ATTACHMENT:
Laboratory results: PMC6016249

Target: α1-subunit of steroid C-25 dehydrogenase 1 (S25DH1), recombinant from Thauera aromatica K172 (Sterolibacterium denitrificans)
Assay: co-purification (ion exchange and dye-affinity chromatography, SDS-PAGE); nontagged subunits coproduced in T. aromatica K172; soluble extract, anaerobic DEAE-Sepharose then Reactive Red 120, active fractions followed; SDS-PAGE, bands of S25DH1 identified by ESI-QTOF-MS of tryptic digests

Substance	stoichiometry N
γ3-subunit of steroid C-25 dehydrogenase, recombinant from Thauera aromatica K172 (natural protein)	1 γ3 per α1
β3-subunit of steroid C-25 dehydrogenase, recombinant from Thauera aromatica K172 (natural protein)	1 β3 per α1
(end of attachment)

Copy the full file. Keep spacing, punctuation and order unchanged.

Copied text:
Laboratory results: PMC6016249

Target: α1-subunit of steroid C-25 dehydrogenase 1 (S25DH1), recombinant from Thauera aromatica K172 (Sterolibacterium denitrificans)
Assay: co-purification (ion exchange and dye-affinity chromatography, SDS-PAGE); nontagged subunits coproduced in T. aromatica K172; soluble extract, anaerobic DEAE-Sepharose then Reactive Red 120, active fractions followed; SDS-PAGE, bands of S25DH1 identified by ESI-QTOF-MS of tryptic digests

Substance	stoichiometry N
γ3-subunit of steroid C-25 dehydrogenase, recombinant from Thauera aromatica K172 (natural protein)	1 γ3 per α1
β3-subunit of steroid C-25 dehydrogenase, recombinant from Thauera aromatica K172 (natural protein)	1 β3 per α1